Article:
The smaller Jocko Valley and Mission districts each have three elected representatives, and the joint board also appoints a 12th at-large member.

In Arlee, Jocko District members Doney and Roger Christopher voted to withdraw from the joint board. Boone Cole, the new chairman of the joint board and also a representative from the Jocko District, voted against the motion.

Cole “advocated for a delay in the withdrawal vote until after the FJBC attempted to reopen negotiations with the tribes,” according to a news release announcing the decision. He also “cautioned participants about the seriousness of this move and urged everyone to study the pros and cons more carefully.”

The release said opponents see the withdrawal as undermining efforts to obtain an agreement more favorable to irrigators, while proponents were concerned about the costs, community divisiveness and uncertainty associated with trying to reopen talks.

In St. Ignatius, Mission District members Johnson and M. Paul Wadsworth voted to withdraw. Laskody, who defeated longtime Flathead Joint Board chairman Walt Schock in May, opposed the motion.

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On Monday, Doney said his vote to withdraw was as much a financial concern for irrigators as anything.

Without the proposed water use agreement in place, Doney said, low-cost power for operating the Flathead River Pumping Plant will be lost in 2015, and the price of electricity for the plant could jump by $3 to $4 per acre a year for irrigators.

The rub, he added, is that irrigators in the Jocko and Mission districts help pay for the pumping costs, but don’t get any of the water. It goes into the Pablo feeder canal, and to irrigators in the Flathead district.

“That’s an extra expense we won’t have now,” Doney said. “We may have already missed the boat on money to fix the (Flathead Indian Irrigation) Project. That’s still up in the air.”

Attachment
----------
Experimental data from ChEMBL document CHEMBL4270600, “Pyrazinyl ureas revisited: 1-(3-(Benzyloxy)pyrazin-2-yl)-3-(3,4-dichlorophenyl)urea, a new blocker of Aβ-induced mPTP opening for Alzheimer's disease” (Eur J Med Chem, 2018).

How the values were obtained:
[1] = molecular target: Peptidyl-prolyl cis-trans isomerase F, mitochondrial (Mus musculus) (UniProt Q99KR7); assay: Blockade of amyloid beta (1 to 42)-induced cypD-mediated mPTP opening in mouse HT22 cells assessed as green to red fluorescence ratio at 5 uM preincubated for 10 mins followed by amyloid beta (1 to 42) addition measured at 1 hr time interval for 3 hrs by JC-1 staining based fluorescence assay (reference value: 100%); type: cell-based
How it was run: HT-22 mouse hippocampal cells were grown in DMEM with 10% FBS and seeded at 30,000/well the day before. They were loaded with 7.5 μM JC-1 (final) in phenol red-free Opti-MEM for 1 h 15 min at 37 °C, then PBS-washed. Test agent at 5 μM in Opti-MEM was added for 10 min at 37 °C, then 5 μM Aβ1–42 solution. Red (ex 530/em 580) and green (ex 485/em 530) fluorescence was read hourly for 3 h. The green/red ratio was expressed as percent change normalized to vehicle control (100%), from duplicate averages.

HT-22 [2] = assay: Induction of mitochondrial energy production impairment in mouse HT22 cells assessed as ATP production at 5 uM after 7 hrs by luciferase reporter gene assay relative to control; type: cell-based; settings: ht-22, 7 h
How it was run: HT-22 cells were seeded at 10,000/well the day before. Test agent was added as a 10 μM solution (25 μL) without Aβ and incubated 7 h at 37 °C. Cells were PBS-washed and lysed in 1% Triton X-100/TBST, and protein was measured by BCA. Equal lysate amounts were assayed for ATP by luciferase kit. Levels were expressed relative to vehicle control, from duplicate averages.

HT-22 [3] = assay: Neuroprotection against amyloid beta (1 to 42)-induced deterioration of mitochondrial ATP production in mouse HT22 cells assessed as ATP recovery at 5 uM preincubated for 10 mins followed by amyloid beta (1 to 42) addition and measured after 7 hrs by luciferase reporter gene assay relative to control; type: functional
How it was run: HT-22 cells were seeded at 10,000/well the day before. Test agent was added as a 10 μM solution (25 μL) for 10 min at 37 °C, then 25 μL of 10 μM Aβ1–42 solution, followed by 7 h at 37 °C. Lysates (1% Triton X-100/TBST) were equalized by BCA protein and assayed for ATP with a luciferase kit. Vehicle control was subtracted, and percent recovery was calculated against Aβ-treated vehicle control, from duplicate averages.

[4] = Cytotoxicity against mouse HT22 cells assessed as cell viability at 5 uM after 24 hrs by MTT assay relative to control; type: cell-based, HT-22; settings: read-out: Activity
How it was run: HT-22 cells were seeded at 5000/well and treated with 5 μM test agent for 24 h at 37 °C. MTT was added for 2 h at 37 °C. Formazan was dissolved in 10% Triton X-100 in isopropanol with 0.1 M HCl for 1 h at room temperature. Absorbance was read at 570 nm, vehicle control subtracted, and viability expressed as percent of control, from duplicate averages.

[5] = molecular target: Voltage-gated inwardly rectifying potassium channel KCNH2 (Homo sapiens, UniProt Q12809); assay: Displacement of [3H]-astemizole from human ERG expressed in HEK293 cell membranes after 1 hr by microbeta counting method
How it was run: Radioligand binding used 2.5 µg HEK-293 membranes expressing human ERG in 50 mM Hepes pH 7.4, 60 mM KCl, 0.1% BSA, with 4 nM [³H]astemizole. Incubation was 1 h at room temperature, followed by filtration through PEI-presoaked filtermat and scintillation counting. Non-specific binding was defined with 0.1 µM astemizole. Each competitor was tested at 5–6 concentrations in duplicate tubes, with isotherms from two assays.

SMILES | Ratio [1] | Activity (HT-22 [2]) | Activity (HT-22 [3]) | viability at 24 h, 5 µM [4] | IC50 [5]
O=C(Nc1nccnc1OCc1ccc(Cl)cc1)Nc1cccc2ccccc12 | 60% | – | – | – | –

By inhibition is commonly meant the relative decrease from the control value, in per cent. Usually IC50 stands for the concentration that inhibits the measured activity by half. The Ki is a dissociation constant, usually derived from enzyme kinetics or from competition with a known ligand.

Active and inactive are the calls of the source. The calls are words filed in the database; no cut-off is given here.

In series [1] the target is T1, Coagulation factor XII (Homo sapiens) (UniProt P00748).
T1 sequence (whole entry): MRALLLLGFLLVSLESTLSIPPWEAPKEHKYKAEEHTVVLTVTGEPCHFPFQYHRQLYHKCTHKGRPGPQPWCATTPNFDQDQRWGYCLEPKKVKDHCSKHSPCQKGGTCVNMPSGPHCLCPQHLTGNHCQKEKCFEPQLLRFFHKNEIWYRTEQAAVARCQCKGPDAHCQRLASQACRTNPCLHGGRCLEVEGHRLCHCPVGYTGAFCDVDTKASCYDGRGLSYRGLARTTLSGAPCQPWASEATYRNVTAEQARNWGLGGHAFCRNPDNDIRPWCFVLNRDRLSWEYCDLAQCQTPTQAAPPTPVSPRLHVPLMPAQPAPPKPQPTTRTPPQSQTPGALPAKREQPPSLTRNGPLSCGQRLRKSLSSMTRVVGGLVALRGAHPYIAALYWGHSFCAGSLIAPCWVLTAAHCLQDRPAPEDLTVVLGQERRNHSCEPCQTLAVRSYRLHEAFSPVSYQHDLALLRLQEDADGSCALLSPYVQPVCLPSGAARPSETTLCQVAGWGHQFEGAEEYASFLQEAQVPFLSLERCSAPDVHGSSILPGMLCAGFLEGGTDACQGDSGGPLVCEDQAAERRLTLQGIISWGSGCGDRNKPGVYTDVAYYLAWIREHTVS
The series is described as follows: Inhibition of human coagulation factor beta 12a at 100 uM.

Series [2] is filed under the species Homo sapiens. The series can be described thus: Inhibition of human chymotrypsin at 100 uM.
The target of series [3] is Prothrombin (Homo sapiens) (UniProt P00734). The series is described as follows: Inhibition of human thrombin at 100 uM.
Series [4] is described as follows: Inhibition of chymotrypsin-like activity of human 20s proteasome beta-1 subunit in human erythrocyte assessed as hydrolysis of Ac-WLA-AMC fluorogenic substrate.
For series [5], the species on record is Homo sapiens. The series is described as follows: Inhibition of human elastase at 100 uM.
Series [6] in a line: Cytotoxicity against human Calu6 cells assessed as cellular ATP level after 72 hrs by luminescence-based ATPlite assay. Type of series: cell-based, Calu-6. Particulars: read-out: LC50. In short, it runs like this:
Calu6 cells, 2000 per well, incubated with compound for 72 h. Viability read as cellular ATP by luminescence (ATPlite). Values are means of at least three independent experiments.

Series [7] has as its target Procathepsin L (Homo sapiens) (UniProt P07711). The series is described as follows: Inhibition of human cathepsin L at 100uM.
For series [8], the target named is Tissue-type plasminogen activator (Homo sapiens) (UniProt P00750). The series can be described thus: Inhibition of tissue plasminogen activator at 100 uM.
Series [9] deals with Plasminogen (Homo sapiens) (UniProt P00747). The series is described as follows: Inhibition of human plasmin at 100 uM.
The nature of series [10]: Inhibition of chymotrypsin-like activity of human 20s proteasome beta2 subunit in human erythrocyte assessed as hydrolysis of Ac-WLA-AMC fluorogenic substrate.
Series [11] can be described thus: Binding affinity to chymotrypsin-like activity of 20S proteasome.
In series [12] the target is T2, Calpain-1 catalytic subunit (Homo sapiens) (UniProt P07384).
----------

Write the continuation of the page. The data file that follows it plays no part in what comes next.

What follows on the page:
Combined with potential litigation costs without a water compact and water use agreement in place, Doney says he’s worried about sustaining agriculture in the Jocko Valley, “be it hay, grain or cattle.

“The FJBC spent millions litigating instream flows in the late 1980s and early 1990s,” Doney and Johnson wrote in their op-ed piece. “The FJBC lost. We believe the FJBC will lose again and we do not want to pay for more litigation.”

Doney and Johnson said opponents of the compact and agreement have indicated they believe litigation is not only inevitable, but preferable.

“We believe that with the new leadership and direction of the FJBC, the time has come for us to operate as we did for the first 60 years of our existence,” Doney and Johnson wrote. “We will work cooperatively and respectfully with the CSKT, the U.S. and Montana to ensure that our irrigators have an economical, secure supply of water for their needs and we will work with those parties to ensure that the Flathead Indian Irrigation Project has a viable future, with much needed repair and rehabilitation work paid by state and federal dollars.”

Laskody said the Jocko and Mission meetings were called “with less than” 24 hours notice, which he said is only allowed in an emergency situation.

“This was not an emergency,” Laskody said. “They’re going to leave everything in chaos. They’re creating a situation that will jeopardize our ability to get a good agreement.”

Proponents say the best possible agreement, negotiated “in good faith” over the course of the past decade, is what is in jeopardy, and the chaos will come when the courts try to sort it all out in the absence of the compact and agreement.

Reporter Vince Devlin can be reached at 1-800-366-7186 or by email at vdevlin@missoulian.com.